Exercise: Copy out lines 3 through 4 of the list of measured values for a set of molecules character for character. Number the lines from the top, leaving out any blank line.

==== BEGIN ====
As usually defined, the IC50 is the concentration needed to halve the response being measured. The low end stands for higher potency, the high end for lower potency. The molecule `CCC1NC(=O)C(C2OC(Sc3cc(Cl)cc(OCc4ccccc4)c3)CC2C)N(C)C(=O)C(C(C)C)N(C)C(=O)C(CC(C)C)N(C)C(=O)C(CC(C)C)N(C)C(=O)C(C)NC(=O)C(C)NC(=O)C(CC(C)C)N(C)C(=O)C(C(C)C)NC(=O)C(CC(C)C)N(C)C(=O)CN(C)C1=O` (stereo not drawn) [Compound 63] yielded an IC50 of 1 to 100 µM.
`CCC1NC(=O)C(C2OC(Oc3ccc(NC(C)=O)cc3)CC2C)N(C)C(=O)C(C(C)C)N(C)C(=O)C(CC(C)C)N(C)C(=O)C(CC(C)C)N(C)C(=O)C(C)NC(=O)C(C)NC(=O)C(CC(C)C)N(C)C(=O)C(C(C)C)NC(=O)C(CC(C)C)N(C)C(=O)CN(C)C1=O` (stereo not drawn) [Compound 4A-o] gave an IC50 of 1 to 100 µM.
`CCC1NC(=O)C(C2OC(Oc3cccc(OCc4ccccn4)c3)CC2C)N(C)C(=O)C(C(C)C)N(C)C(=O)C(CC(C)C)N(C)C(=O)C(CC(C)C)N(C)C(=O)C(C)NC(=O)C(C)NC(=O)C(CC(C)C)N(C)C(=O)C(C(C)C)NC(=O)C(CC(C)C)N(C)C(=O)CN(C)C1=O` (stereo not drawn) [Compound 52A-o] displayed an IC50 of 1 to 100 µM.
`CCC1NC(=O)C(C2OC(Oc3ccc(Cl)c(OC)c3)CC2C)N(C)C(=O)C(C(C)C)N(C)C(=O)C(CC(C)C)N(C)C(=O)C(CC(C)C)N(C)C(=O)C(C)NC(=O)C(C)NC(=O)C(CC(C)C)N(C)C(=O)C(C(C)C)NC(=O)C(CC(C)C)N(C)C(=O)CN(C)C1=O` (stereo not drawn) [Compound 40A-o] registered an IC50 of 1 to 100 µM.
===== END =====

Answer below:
`CCC1NC(=O)C(C2OC(Oc3cccc(OCc4ccccn4)c3)CC2C)N(C)C(=O)C(C(C)C)N(C)C(=O)C(CC(C)C)N(C)C(=O)C(CC(C)C)N(C)C(=O)C(C)NC(=O)C(C)NC(=O)C(CC(C)C)N(C)C(=O)C(C(C)C)NC(=O)C(CC(C)C)N(C)C(=O)CN(C)C1=O` (stereo not drawn) [Compound 52A-o] displayed an IC50 of 1 to 100 µM.
`CCC1NC(=O)C(C2OC(Oc3ccc(Cl)c(OC)c3)CC2C)N(C)C(=O)C(C(C)C)N(C)C(=O)C(CC(C)C)N(C)C(=O)C(CC(C)C)N(C)C(=O)C(C)NC(=O)C(C)NC(=O)C(CC(C)C)N(C)C(=O)C(C(C)C)NC(=O)C(CC(C)C)N(C)C(=O)CN(C)C1=O` (stereo not drawn) [Compound 40A-o] registered an IC50 of 1 to 100 µM.